This research program explores the novel hypothesis that many of the processes by which we produce and understand language also place high demands on and receive contributions from the hippocampal declarative memory system. This system is uniquely positioned to access and integrate discourse, contextual and experiential information that the language processing system relies on to resolve ambiguity and create meaning. Recent provocative work extends the traditional view of declarative memory as contributing exclusively to long-term memory, to include a critical role in the generation and use of on-line representations, created during ongoing and online information processing to support behavioral performance in the moment. The proposed studies build upon a set of exciting preliminary findings revealing language deficits at low levels of language processing (i.e., within a single noun phrase), and in the absence of any explicit demands on memory (e.g., no delays;when all the stimuli remain in view) in patients with severe and selective declarative memory impairment. Our studies are built around investigating three key areas of language processing where proposals of the memory determinants are central, but untested:
Aim 1 : To investigate the demands of interactive dialogue on declarative memory;
Aim 2 : To investigate the demands of referential processing on declarative memory;
Aim 3 : To investigate the demands of accommodation of talker variability on declarative memory. Our experimental approach capitalizes on a compelling opportunity to combine the study of patients with hippocampal amnesia with eye tracking and behavioral measures to examine the necessity of a form of memory in meeting the demands of language. We will therefore be uniquely able to determine the contributions of hippocampus and declarative memory to language processing and use across multiple levels of language production and comprehension providing crucial tests of hypothesized roles for memory in language use. Language disruptions are common in many neurological and psychiatric conditions where impairments in declarative memory are also prominent, including stroke, traumatic brain injury, Alzheimer's disease, and schizophrenia. Thus, our efforts to characterize the observed language deficits and link them to underlying memory mechanisms are necessary for understanding the broader neural network and cognitive processes that support language use and for developing more sensitive assessments and effective interventions. This application, and the findings generated, offers unparalleled insights and advancements for theories of language processing, clinical service delivery to individuals with concomitant disorders of language and memory, and understanding the organization and operation of language in the brain.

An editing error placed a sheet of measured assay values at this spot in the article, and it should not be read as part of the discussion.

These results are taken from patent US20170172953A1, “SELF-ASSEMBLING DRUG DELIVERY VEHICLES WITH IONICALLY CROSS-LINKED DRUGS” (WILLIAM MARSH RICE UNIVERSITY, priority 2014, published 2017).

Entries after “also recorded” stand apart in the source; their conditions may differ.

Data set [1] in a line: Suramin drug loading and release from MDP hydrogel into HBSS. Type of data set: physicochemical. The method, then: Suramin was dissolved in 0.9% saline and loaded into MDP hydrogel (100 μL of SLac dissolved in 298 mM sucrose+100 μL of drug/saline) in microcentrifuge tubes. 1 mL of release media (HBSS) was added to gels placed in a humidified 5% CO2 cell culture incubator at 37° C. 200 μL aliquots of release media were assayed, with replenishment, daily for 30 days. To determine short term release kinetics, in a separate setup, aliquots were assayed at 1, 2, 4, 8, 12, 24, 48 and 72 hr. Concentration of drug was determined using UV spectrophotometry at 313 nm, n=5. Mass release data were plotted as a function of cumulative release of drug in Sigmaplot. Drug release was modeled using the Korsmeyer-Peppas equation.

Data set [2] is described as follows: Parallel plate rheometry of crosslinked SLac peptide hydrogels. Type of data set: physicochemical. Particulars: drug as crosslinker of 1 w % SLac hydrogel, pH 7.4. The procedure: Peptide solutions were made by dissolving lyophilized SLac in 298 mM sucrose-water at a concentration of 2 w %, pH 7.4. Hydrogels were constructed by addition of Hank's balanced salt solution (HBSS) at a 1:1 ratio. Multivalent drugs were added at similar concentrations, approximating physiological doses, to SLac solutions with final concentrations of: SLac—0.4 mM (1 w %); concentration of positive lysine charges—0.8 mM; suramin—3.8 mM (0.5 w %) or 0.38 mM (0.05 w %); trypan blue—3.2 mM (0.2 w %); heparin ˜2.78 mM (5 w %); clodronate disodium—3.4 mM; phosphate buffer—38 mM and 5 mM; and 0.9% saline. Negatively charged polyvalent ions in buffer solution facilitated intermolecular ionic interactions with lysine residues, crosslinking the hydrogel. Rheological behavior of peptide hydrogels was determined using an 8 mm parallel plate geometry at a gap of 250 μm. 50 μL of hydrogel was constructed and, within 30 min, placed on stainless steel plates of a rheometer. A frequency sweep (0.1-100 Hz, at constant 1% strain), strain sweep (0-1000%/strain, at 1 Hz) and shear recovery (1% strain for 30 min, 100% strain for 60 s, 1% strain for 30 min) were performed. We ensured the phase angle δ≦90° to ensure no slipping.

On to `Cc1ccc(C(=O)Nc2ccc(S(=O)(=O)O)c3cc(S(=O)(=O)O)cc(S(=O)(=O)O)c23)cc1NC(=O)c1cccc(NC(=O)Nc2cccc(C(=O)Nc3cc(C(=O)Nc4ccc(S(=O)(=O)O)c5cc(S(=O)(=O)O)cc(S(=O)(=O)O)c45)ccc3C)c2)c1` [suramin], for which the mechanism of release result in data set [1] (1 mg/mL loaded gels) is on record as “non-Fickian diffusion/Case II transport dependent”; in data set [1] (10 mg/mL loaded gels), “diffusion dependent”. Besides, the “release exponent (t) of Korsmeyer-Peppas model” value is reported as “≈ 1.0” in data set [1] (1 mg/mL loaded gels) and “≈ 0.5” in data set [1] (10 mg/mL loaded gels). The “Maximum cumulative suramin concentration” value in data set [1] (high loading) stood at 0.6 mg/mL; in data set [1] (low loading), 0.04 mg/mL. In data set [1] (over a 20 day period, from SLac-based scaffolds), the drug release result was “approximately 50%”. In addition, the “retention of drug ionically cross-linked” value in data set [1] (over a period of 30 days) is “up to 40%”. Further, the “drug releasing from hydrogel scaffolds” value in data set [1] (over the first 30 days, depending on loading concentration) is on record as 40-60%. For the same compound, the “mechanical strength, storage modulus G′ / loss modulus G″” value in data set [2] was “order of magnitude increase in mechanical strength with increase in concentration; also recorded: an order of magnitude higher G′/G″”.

Public Health Relevance

Disruptions in language use are prevalent, debilitating, and costly in numerous neurological and psychiatric diseases where declarative memory deficits are also prominent. By detailing the demands of language use on the hippocampal declarative memory system and the impact on language functioning following hippocampal damage and declarative memory impairment, our findings will be directly relevant to the understanding, diagnosis, and treatment of these non-aphasic language disorders.

National Institute of Health (NIH)
National Institute on Deafness and Other Communication Disorders (NIDCD)
Research Project (R01)
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Language and Communication Study Section (LCOM)
Program Officer
Cooper, Judith
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University of Iowa
Other Health Professions
Schools of Arts and Sciences
Iowa City
United States
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Hilverman, Caitlin; Clough, Sharice A; Duff, Melissa C et al. (2018) Patients with hippocampal amnesia successfully integrate gesture and speech. Neuropsychologia 117:332-338
Horecka, Kevin M; Dulas, Michael R; Schwarb, Hillary et al. (2018) Reconstructing relational information. Hippocampus 28:164-177
Covington, Natalie V; Brown-Schmidt, Sarah; Duff, Melissa C (2018) The Necessity of the Hippocampus for Statistical Learning. J Cogn Neurosci 30:680-697
Ryskin, Rachel; Qi, Zhenghan; Covington, Natalie V et al. (2018) Knowledge and learning of verb biases in amnesia. Brain Lang 180-182:62-83
Hilverman, Caitlin; Cook, Susan Wagner; Duff, Melissa C (2017) The influence of the hippocampus and declarative memory on word use: Patients with amnesia use less imageable words. Neuropsychologia 106:179-186
Yoon, Si On; Duff, Melissa C; Brown-Schmidt, Sarah (2017) Learning and using knowledge about what other people do and don't know despite amnesia. Cortex 94:164-175
Ryskin, Rachel A; Qi, Zhenghan; Duff, Melissa C et al. (2017) Verb biases are shaped through lifelong learning. J Exp Psychol Learn Mem Cogn 43:781-794
Warren, David E; Kurczek, Jake; Duff, Melissa C (2016) What relates newspaper, definite, and clothing? An article describing deficits in convergent problem solving and creativity following hippocampal damage. Hippocampus 26:835-40
Covington, Natalie V; Duff, Melissa C (2016) Expanding the Language Network: Direct Contributions from the Hippocampus. Trends Cogn Sci 20:869-870
Hilverman, Caitlin; Cook, Susan Wagner; Duff, Melissa C (2016) Hippocampal declarative memory supports gesture production: Evidence from amnesia. Cortex 85:25-36

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